Back in March, we published a case study with Evernote on their use of our intelligent response solution, affectionately labeled “Traffic Director”, to migrate applications to the cloud. This piece is to consider some potential use cases on migration or managing hybrid environments, and explore some of the specific features and configure options within our intelligent response “Traffic Director” that enables our users to accomplish these complex migrations.
- Policies: Oracle Dyn’s Traffic Director policies are attached on a per hostname basis in the DNS zone – e.g. one for www.example.com, another for blog.example.com.
- Response Pools: for Traffic Director identify the groups of DNS answers (A records, CNAME etc.) that will be provided for DNS queries. There are also configuration considerations such as how many answers to hand out, overrides for the eligibility of an answer, and the behavior of the Response Pool as a whole in the event the minimum number of eligible answers unavailable.
- Rulesets: for Traffic Director identify geographic areas to describe a collective market the traffic pattern shall apply to.. Once established, the appropriate set of Response Pools can be applied to that market by order of preference. Multiple Response Pools can be identified to for each Ruleset so that in the event one Response Pool fails, the next Response Pool in line will take over to answer the DNS queries. A host name or a single IP address can be identified as the final response if all associated Response Pools fail.
- Weighting: The weight of the record determines how often it is served for a DNS query. The higher the weight, the more often this record is served over others of the same record-type with lower weights. A and AAAA records can have weights between 1 – 15. CNAME records can have weights between 1 – 255.
Leverage weighting within Traffic Director
OK, you have a workload or application configured in the “cloud” and you want to send it a small amount of traffic to it without fully committing all of your production traffic away from your current data center that you know is functional? Using weights within Traffic Director allows you to elegantly send a small slice of traffic to your new cloud location while continuing to keep the majority hitting the established data center. This certainly allows you to mitigate risk and allows for that critical testing of production traffic into the new cloud environment.
Using weights in Traffic Director you could simply configure a “weighted round robin” scenario where queries coming in for the hostname/s your Traffic Director policy is associated with are all predominantly directed to your current serving location (current data center), in the TD policy you would assign a high weight to this endpoint. The new endpoint you have just created (in this scenario the cloud) would be assigned a much lower weight (usually a 1). When your response pool that you have both endpoints weighted in answer DNS queries, your existing location will be handed out the majority of the time, while the new “cloud” endpoint you configured will see a small amount of traffic. The big benefit here is you are able to control the amount of traffic that is hitting your new location, and make adjustments as needed and slowly start to increase amount of traffic the new endpoint sees by incrementing the weight assigned to the that endpoint representing the new location.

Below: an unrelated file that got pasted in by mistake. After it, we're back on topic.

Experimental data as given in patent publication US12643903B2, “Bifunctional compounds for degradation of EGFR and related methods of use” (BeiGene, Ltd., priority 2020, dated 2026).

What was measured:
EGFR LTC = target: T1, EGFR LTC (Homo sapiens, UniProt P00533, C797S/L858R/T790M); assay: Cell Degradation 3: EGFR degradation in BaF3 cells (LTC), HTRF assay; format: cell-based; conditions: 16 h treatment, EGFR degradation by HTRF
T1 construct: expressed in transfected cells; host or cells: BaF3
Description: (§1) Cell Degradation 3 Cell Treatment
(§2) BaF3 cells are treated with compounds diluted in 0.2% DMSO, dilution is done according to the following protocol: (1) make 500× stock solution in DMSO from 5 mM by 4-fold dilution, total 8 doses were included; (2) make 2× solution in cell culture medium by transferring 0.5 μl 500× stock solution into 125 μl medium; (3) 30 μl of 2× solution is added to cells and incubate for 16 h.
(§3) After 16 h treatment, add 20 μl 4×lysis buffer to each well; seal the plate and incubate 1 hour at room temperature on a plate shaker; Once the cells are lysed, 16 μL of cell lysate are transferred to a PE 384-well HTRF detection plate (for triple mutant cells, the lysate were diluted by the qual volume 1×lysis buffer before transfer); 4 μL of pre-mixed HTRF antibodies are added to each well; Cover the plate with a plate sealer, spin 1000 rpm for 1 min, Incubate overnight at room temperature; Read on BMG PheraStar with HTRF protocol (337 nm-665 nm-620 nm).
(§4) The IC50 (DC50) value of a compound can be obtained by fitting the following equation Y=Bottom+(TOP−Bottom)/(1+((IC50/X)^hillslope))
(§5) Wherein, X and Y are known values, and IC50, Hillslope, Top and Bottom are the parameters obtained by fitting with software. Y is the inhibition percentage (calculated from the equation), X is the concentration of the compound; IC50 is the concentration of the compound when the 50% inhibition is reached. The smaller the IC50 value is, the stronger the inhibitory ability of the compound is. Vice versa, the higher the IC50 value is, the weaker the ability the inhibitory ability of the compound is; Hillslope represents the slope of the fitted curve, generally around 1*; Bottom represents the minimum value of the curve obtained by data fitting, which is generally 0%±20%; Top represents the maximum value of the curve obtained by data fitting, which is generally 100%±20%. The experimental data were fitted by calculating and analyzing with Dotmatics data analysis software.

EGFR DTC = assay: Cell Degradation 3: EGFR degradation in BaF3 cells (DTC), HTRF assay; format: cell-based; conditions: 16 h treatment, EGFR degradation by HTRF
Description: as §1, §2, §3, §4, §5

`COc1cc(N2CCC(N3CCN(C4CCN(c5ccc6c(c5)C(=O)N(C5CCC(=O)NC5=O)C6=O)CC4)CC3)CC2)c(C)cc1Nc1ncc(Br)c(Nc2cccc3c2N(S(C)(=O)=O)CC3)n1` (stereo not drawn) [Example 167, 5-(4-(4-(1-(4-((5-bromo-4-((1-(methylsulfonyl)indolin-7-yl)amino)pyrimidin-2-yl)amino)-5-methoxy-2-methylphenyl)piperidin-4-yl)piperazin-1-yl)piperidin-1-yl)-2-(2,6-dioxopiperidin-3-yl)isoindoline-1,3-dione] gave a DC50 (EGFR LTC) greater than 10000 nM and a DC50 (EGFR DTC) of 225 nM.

Below is an example of a traffic pattern in Oracle Dyn’s Traffic Director using weights where the “data center” receives a large amount of traffic (weight of 99) while the “cloud” endpoint only will see a very small amount traffic (weight of 1).
Leverage Geo Steering with Traffic Director
Migrating to the cloud and wish to push a small amount of traffic from a lower priority economic market before increasing the volume, or you wish to target CDNs to economic zones or performance strength areas? Traffic Director’s geosteering capabilities fit very well.
Rather than using weighting, users can leverage our granular geo policies contained in the Traffic Director service to accomplish this use case. An example of this could be creating a policy within the Traffic Director service where all queries hitting the DNS hostname in question went to your current “on prem” data center, EXCEPT for queries originating from New Hampshire in the United States in which the Traffic Director policy would then answer with your cloud endpoint. As you become more comfortable with traffic hitting your new cloud endpoint you could slowly start to add more geographies your cloud endpoint is responsible for responding to.
Below is an example of this scenario of leveraging the geo steering functionality of Traffic Director. In this traffic policy I have configured 2 separate response pools with a single endpoint in each of them (cloud and datacenter). In my rulesets I have only selected DNS queries originating from New Hampshire to be sent to my new cloud location, while queries from any other part of the world hit my existing on premise endpoint. It is worth noting here with a little more consideration this would be an ideal way to run an active/active configuration in a hybrid model where you are leveraging both your data center and cloud environments.